Auburn StreetScape program sought to enliven and activate otherwise empty storefront windows in Auburn's Historic Downtown by providing temporary space to artists, creative businesses, organizations and community groups.
The program is currently on hold and not accepting applications.
Information about the program can be found below.
On view from October 2015 - December 2015:
Fran Holt's "The Secret Lives of
"The Secret Lives of Carousel Horses" is a series of large scale (84" x 48") painted panels arranged to create a joyous, carnival-like atmosphere. They depict the fantasy lives of carousel horses in a world of their own. Fifteen free-standing panels are arranged in an overlapping fashion, making some of the horses visible and some slightly obscured. The carousel horses are freed of their poles, imagining themselves in wondrous adventures such as swimming with hippocampi or growing wings and flying through clouds. If viewed after dark, the room again is enlivened with gold panels shimmering in the spotlight.
Fran Holt earned her B.F.A., summa cum laude, in painting from the Maryland Institute, College of Art in Baltimore, Maryland in 1986; and her M.F.A. in painting from the University of Texas at Austin in 1989. She is the recipient of several awards, including Allied Arts Foundation and two Individual Artist Projects grants from 4Culture. Her work is in the collection of the City of Seattle, City of Kent, Snohomish County public art collection, as well as numerous private collections.
On view from July 2015 - October 2015 was Suzanne Tidwell's "KNIT2" in One Main Professional Plaza.
Suzanne Tidwell designed KNIT2 for the Seattle Arts and Parks Program. She made 125 squares for this project in recognition of the 125 years of Grand Central Building adjacent to Occidental Park.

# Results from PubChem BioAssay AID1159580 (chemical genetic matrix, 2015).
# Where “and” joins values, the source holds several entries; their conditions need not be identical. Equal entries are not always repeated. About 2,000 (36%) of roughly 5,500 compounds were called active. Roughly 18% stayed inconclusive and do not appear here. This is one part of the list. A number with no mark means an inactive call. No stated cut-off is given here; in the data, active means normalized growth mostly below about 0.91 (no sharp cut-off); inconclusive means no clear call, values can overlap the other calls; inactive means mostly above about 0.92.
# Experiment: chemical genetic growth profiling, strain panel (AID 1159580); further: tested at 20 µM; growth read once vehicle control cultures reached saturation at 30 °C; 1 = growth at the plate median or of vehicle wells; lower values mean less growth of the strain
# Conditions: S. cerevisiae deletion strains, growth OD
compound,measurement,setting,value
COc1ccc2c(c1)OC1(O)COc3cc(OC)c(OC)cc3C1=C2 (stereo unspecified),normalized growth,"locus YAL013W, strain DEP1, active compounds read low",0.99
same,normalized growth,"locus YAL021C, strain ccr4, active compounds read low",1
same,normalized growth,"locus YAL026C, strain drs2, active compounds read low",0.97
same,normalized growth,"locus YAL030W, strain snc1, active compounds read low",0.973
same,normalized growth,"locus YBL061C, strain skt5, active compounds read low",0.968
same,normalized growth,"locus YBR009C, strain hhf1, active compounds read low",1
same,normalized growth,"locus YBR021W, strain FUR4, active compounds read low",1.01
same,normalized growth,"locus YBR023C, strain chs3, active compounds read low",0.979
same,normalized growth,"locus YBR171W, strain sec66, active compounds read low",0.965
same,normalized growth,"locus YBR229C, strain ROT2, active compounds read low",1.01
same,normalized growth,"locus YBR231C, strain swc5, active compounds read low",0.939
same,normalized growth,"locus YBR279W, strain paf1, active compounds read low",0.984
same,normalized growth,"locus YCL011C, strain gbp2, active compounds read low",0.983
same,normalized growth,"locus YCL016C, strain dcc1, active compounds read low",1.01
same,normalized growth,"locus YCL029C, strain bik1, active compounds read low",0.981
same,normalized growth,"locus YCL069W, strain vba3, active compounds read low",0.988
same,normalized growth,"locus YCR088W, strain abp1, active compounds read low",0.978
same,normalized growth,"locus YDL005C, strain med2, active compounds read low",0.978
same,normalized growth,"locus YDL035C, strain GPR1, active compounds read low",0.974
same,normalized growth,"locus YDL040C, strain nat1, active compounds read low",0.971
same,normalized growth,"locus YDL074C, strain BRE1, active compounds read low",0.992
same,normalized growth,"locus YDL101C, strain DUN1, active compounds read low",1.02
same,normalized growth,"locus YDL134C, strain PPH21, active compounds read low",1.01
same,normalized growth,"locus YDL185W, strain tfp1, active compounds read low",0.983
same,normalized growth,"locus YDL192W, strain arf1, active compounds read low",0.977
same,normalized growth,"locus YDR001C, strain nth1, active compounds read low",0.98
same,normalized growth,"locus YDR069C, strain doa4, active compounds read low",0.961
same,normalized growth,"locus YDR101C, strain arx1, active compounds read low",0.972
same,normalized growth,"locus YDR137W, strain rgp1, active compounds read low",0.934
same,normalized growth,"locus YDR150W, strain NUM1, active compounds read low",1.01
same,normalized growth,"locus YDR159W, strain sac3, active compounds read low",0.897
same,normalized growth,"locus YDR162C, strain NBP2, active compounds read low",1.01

Throughout the space of One Main Professional Plaza gracefully hang geometric shapes of bright yellows, reds and purples. The installation titled, KNIT2 are illuminated from the light fixtures and internal fans have the shapes in a constant state of motion similar to a room-sized mobile. Suzanne explains part of the inspiration for the work noting that "Movement and color brings people together" and strives to get people to look and interact with spaces differently.
Suzanne Tidwell is a fiber artist working throughout the Puget Sound area and creates large-scale, site specific fiber installations of vibrant color that transform public areas into places people want to frequent. Her work has been described as Dr. Seuss meets Christo and challenges the belief that the sole purpose of knitting is to make garments or provide warmth. Tidwell regularly sources her materials from thrift stores and frequently recycle yarn from one project to the next, carefully unwinding and reknitting yarn in subsequent installations, until it cannot be used anymore. Her work is often temporary and encourages people to live in the moment, because you never know where an installation will turn up or when it will disappear.
On view February - July 2015 was "Salmon: Pacific Keystone" Installation by artist Michael Taskey
"Salmon: Pacific Keystone" is a site specific installation inspired by the salmon and rivers running through Auburn. In the Pacific Northwest the salmon is a keystone species supporting wildlife. The bodies of salmon represent a transfer of nutrients from the ocean to the forest ecosystem. Land animals act as ecosystem engineers, capturing salmon and carrying them into adjacent wooded areas. There they deposit nutrient-rich scatterings to the riparian woodlands. This nutritional transfer is vitally important to our community and was the inspiration for Michael Taskey's work.
Michael Taskey is a talented Auburn-based artist known primarily for his natural woodcarvings. Art has always been a part of Michael's life, but was put on hold when he had children. He later rediscovered his artistic passion while running the Art Docent program at his children's elementary school. Utilizing both power tools and hand tools, he transforms wood, metal, plastic, paper, fabric and other solids into sculptural pieces. His pieces are inspired by the natural world and local histories. His work has been featured in the Auburn Art Walk, Storefronts.